Despite the nationwide serological evidence on the prevalence of WNV since 1976  and the establishment of Arbovirus monitoring system since 2000, there is a paucity of information about WNV vectors in Iran . Also, the distribution map of the globally spreading Lineage 1a of West Nile Virus as a serious public health problem still not clear at national level . The present study aimed to contribute towards WNV vectors identification and surveillance. This information can help to anticipate new endemic foci, monitor transmission dynamics and identify different mosquito vectors that could transmit the virus to animal hosts, reservoirs and people.
Our results confirmed the vast geographical distribution of Lineage 1a of WNV in mosquito vectors. For the first time, this study reported the infection of four Culicidae species namely Cx. pipiens, Cx. sitiens, An. stephensi and Cs. longiareolata with Lineage 1a WNV strains in Bandar Abbas County including the provincial capital in winter and spring seasons. Hormozgan Province had been previously designated to accommodate WNV seropositive horses . Ziyaeyan et al reported the circulation of WNV in people and mosquitoes in Hormozgan Province .
In agreement with reports on mosquito species which were found infected with WNV, we detected the virus in three mosquito genera namely Culex, Culiseta and Anopheles [35, 36]. It is stated that the main transmission cycle of WNV in nature involves Culex spp mosquitoes and birds. The species Cx. pipiens, is also known to be the main vector of the virus and responsible for its both enzootic and epizootic transmission cycles in urban areas of the United States , Europe and Russia [37, 38]. But the species Cx. sitiens can play a regional and complementary role in the transmission . The species Cx. sitiens was introduced as the new WNV vector in India . Although the species has shown relatively weak vectorial capacity for transmitting WNV NY-99 in laboratory, it is still important for being ornithophagic and prevalent in coastal areas. It can also build up its population very fast under favorable conditions . The species Cs. longiareolata is also known to transmit WNV and feed predominantly on birds and rarely on humans . However, so far there has been no report on An. stephensi involvement in WNV transmission to humans. Nonetheless, as an anthropophilic mosquito, the anopheline may contribute to the disease outbreak in seasons coinciding with its high population and peak activity when infected birds become its immediate feeding sources.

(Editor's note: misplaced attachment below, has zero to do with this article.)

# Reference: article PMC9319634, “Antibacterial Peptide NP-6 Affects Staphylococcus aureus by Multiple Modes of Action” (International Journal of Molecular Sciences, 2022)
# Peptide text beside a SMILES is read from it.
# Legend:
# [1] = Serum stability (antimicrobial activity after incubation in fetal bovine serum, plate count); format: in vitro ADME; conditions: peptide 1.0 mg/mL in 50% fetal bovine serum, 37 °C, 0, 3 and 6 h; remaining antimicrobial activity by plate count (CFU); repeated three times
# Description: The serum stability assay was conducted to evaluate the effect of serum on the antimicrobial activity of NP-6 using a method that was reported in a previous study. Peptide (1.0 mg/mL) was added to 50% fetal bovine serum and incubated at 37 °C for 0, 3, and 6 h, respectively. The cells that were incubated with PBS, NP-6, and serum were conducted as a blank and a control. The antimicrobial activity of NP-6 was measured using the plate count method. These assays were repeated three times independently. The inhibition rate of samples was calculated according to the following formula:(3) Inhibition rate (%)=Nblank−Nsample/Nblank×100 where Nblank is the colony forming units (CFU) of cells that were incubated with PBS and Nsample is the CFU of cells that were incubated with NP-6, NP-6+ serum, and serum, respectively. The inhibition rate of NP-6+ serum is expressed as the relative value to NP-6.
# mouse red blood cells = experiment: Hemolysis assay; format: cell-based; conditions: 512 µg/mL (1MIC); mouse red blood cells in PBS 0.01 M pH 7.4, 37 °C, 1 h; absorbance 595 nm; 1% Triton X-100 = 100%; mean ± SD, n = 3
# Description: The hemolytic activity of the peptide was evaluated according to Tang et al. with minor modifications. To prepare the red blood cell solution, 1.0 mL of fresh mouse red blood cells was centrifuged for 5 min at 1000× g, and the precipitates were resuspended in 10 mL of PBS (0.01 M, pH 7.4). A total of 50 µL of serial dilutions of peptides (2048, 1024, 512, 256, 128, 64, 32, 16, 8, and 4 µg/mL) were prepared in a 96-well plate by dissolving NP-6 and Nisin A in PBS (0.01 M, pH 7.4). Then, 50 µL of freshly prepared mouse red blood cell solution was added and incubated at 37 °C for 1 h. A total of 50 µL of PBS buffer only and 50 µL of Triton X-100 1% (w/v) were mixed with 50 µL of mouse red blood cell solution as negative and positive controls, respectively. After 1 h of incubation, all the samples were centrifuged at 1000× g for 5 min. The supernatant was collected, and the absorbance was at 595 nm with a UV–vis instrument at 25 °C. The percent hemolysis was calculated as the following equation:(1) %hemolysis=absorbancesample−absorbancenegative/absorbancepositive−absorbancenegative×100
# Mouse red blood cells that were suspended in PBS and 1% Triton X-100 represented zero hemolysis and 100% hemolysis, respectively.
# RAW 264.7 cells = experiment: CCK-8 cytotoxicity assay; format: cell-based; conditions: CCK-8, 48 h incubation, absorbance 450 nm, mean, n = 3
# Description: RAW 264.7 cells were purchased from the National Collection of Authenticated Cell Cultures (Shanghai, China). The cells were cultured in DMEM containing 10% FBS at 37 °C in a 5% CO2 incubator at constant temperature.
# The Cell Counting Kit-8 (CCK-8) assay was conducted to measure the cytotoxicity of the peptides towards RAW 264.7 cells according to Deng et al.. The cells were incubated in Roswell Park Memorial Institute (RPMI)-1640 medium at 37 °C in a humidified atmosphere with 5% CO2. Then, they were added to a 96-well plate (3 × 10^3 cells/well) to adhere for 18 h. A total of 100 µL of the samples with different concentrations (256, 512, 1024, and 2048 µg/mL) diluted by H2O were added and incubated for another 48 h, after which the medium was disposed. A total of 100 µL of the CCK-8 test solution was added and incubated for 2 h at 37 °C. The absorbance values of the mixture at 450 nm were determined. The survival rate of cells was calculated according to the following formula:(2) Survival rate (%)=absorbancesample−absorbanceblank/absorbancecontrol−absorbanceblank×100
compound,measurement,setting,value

This study demonstrated the presence of WNV in Cx. pipiens in Bandar Abbas City and the neighboring Sagh Village as a primary health concern, In addition the viral infection of Cx. sitiens and Cs. longiareolata in Siahoo village and the surrounding plain areas was shown as a secondary hazard. More importantly, the present study reports for the first time the vertical transmission of WNV Lineage 1a in Cx. sitiens, An. stephensi and Cs. longiareolata, though the vertical transmission of the virus has been already shown in 14 mosquito species, including Cx. pipiens [41–50]. The vertical transmission of WNV through ornithophagic mosquitoes may not only stabilize the endemicity of the disease in Hormozgan Province, but also complicate its epidemiology and control measures.